Wuerl is considered less political than McCarrick, but he is hardly less averse to colliding with powerful laymen. He could have avoided any confrontation at Nationals Park by simply not inviting the pro-choice politicians to a mass where there was no room for the vast majority of Catholics who wanted to attend. The five pro-choice Catholics took Communion from the hand of Archbishop Pietro Sambi, the pope's representative to the United States as apostolic delegate.
In New York, Giuliani receiving Communion was even more remarkable. Unlike Pelosi and Kennedy, who are regular Mass attendees, the former mayor of New York says he goes to church only "occasionally," usually for holidays or funerals. Abortion aside, Giuliani's third marriage would make him ineligible for Communion because his second marriage was not annulled by the church. But in New York, Cardinal Egan is no more apt than Cardinal McCarrick was to offend the powerful, and Giuliani was invited to the Mass.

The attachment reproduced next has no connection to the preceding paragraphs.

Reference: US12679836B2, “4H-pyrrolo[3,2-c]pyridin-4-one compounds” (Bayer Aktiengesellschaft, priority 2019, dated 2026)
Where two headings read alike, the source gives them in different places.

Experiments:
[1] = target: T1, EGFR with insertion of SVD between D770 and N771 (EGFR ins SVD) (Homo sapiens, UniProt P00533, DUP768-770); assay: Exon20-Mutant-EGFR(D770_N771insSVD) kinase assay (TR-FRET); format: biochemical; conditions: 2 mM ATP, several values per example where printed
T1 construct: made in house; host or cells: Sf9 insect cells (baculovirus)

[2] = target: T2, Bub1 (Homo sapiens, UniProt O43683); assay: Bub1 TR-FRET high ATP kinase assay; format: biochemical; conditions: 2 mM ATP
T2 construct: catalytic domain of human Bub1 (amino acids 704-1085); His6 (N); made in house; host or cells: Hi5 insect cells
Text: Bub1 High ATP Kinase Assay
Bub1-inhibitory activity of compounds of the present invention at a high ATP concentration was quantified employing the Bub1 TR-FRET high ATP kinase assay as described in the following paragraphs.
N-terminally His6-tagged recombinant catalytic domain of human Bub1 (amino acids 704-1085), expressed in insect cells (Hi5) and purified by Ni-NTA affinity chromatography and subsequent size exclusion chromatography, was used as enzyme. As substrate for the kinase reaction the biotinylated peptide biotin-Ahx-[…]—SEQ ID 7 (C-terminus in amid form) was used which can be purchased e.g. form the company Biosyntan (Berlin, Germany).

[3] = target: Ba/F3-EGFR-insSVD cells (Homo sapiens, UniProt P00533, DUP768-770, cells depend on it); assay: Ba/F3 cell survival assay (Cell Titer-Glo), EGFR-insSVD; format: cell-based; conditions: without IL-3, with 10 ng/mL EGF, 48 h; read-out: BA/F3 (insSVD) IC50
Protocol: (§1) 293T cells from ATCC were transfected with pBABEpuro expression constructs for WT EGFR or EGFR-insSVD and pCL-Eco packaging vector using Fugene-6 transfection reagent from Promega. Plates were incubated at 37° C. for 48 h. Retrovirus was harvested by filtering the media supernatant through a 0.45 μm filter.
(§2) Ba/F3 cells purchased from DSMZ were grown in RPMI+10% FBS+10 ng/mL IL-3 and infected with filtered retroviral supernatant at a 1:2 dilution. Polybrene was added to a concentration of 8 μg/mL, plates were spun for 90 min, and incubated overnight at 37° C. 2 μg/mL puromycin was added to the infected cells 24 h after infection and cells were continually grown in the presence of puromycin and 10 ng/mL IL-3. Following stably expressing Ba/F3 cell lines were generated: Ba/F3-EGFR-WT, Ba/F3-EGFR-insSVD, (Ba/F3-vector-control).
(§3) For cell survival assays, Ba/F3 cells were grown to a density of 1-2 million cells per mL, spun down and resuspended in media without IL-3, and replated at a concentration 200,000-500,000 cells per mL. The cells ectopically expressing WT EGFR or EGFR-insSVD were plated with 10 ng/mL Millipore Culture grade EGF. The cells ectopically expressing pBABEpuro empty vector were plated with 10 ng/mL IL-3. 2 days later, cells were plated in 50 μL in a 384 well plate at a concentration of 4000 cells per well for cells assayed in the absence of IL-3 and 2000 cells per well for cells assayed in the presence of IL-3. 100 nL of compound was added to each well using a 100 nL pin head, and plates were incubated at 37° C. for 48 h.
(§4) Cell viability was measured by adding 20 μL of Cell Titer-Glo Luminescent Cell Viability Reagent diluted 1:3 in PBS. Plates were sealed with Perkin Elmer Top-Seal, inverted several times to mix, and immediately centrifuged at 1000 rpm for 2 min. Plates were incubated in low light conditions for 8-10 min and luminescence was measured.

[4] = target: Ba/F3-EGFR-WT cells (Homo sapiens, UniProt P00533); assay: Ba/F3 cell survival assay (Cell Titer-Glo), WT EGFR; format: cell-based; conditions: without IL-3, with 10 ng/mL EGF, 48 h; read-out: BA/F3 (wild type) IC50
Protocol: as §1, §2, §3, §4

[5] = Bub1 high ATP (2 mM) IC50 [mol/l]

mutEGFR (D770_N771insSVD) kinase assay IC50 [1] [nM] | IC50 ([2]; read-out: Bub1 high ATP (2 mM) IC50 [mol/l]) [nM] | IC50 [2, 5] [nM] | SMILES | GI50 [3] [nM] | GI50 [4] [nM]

There are devout pro-life Catholics who oppose rejection of any worshiper at the Communion rail, but they believe bishops should publicly manifest disapproval of Catholic politicians who support abortion rights. The bishops of Washington and New York do not. During Wuerl's installation mass as archbishop of Washington in 2006, he shook hands with Kerry and Kennedy, seated side by side.
At Yankee Stadium, Benedict spoke of the "inalienable dignity and rights" of "the most defenseless of all human beings, the unborn child in the mother's womb." In parishes across the country, the faithful hear their priests echo the Holy Father's words. Those professions ring hollow when pro-choice politicians are honored as they were during the pope's visit.